· “Introduction,” to Becoming Visible (1-13)
· Joan Wallach Scott, “Gender: A Useful Category of Analysis,” American Historical Review 91/5 (Dec. 1986), 1053-1075, available online, [JSTOR].
· Gisela Bock, “Women’s History and Gender History: Aspects of a Debate,” Gender and History, vol.1, no. 1 (1989), pp. 7-30. (on Eres)
Friday, September 2:
· Susan C. Karant-Nunn, "The Reformation of Women," in Becoming Visible (BV)
· Mary Wiesner, “Nuns, Wives and Mothers: Women and the Reformation in Germany,” in Sherrin Marshall, ed., Women in Reformation and Counter-Reformation Europe: Public and Private Worlds (Bloomington: Indiana University Press, 1989), 8-28. (on Reserve)
Week 2: Women in Pre-Industrial Society: Social Roles, Households, and Work
Monday, Sept. 5:
· Malleus Maleficarum, “Concerning Witches Who Copulate With Devils." (online at: http://www.malleusmaleficarum.org/part_I/mm01_06a.html)
· Carolyn Matalene, “Woman as Witch,” International Journal of Women’s Studies (Nov./Dec 1978): 573-587. (on Eres)
· Valerie Kivelson, “Through the Prism of Witchcraft: Gender and Social Change in Seventeenth-Century Muscovy” in Russia’s Women: Accommodation, Resistance, Transformation
Wednesday, Sept. 7:
· Merry E. Wiesner, “Spinning Out Capital: Women’s Work in Pre-industrial Europe,” Becoming Visible (BV).
· Deborah Valenze, The First Industrial Woman – Chapter 2: “Economies of Survival: Laboring Women and Agricultural Change 1750-1800”
Friday, Sept. 9:
· Olwen Hufton, “Women and the Family Economy in Eighteenth-Century France, French Historical Studies, vol. 9, no. 1 (Spring l975), 1-22, available online, [JSTOR]
· Deborah Valenze, The First Industrial Woman – Chapter 4: “The Quarrel with Women’s Work: Spinning and the Displacement of Female Labor”
Monday, Sept. 12:
· Dena Goodman, “Women and the Enlightenment,” in Becoming Visible. (BV)
· Londa Schiebinger, “Skeletons in the Closet: The First Illustrations of the Female Skeleton in Eighteenth-Century Anatomy,” Representations 14 (Spring, 1986), 42-82, available online, [JSTOR]
Wednesday, Sept. 14:
· Mary Wollstonecraft, Vindication of the Rights of Woman, Chaps. 1-4, 9. (Skim Chap. 5 for argument).
· Jean-Jacques Rousseau, Emile, Book Five, “Sophie, Or the Wife” (available online: http://www.ilt.columbia.edu/pedagogies/rousseau/Contents2.html) – read about 15-20 pages
· Darlene Levy and Harriet Applewhite, “A Political Revolution for Women? The Case of Paris?” (BV)
· Olympe de Gouges, “Declaration of the Rights of Woman.” (in Levy, Applewhite and Johnson, Women in Revolutionary Paris, 1789-1795, Section II: document 10 (on Reserve)
FILM: Sunday, Sept. 18: “Danton” (Andrzej Wajda)
Monday, Sept. 19:
· Darlene Gay Levy, Harriet Branson Applewhite, and Mary Durham Johnson, eds., Women in Revolutionary Paris, 1789-1795: read the general introduction, the introductions to each of the six sections, and the conclusion; then read the following documents:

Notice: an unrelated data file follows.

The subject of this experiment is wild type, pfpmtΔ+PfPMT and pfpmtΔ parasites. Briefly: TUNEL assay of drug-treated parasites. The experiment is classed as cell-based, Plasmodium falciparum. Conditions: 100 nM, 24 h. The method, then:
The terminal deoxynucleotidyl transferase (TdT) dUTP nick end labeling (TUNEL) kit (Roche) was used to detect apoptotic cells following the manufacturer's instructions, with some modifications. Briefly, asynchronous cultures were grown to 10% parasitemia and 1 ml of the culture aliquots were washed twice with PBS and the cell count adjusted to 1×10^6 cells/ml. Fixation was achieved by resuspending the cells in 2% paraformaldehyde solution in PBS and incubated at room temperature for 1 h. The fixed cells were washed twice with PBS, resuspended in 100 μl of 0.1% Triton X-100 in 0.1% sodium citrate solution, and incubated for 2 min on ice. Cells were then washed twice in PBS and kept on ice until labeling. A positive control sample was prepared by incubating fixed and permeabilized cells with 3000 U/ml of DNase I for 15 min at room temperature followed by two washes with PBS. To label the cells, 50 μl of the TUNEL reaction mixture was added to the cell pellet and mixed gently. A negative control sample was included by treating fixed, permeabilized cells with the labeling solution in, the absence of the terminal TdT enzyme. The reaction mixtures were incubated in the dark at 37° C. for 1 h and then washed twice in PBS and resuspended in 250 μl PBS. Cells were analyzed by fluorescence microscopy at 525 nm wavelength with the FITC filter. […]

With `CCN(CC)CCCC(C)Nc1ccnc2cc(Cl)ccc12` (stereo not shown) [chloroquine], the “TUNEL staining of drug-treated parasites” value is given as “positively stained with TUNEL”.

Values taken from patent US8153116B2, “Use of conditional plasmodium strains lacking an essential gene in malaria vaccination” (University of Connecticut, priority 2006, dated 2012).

o Section I: 1, 3, 4,
o Section II: 1, 2, 8
o Section III: 3
o Section IV: 1, 6, 7, 8, 21
o Section V: 2, 7, 11, 13
o Section VI: 9, 11
Wednesday, Sept. 21:
· Annette Rubinstein, “Subtle Poison: The Puerperal Fever Controversy in Victorian Britain,” Historical Studies [Australia] 20/80 (1983), 420-438.
Friday, Sept. 23: Library Introduction with Mary Stettner – come with a paper topic written down!
Week 5: Women and Work in the Industrial Age
Monday, Sept. 26: ***Bring Articles for Portfolio to Class***
· Laura L. Frader, “Doing Capitalism’s Work: Women in the Western European Industrial Economy,” in Becoming Visible (BV).
· Deborah Valenze, The First Industrial Woman, chapter 5, “A New World of Work: Female Labor and the Factory System”
Wednesday, Sept. 28:
Friday, Sept. 30:
Monday, Oct. 3: ***1st Portfolio Due ***
Wednesday, Oct. 5:
Friday, Oct. 7:
· Cynthia Paces, “Rotating Spheres: Gendered Commemorative Practice At The 1903 Jan Hus Memorial Festival In Prague,” Nationalities Papers 28/3 (Sept. 2000), 523 – 539, available online through CONSORT/Ebscohost
· J. Malečková, “Nationalizing Women and Engendering the Nation: the Czech National Movement,” in Blom, Hagemann, Hall, Gendered Nations. (NY: Berg, 2000) (on Eres)
Monday, Oct. 10: ***NO CLASSES! Reading Day***
Wednesday, Oct. 12:
Friday, Oct. 14: ***MIDTERM in class***
FILM: Sunday, Oct. 16: “Passage to India” (selections)
Monday, Oct. 17:
Wednesday, Oct. 19:
Friday, Oct. 21: (AWAY?)
FILM: Sunday, October 23, “Rosa Luxemburg” (Margarethe von Trotta)
Monday, Oct. 24:
Wednesday, Oct. 26:
Friday, Oct. 28:
Monday, Oct. 31:
Wednesday, Nov. 2:
Friday, Nov. 4:
Sunday, November 6: FILM, “Rosenstrasse” (Margareta von Trotta)
Monday, Nov. 7:
Wednesday, Nov. 9:
Friday, Nov. 11:
Week 12: Post-WWII Europe (State Socialism East and West?)
Monday, Nov. 14:
Wednesday, Nov. 16: *** 2nd PORTFOLIO DUE ***
Friday, Nov. 18: ***Assign Countries for Conference***
Week 13: THANKSGIVING VACATION (Read Baranskaya/Vrkljan)
Monday, Nov. 28:
Wednesday, Nov. 30: Guest Speaker: Courtney Brkic
Friday, Dec. 2: ***3 Conference Resolutions Due***
Week 15: Last class and European Women’s Conference 2005
Monday, Dec. 5:
Wednesday, Dec. 7 - European Women’s Conference
Friday, Dec. 9 - European Women’s Conference
· Part II: Women in the EU
Week 16: European Women’s Conference Last Day
Monday, Dec. 12: Part III: the Balkans, ethnicity, war
FINAL EXAM: Friday, December 16, 6:30 p.m.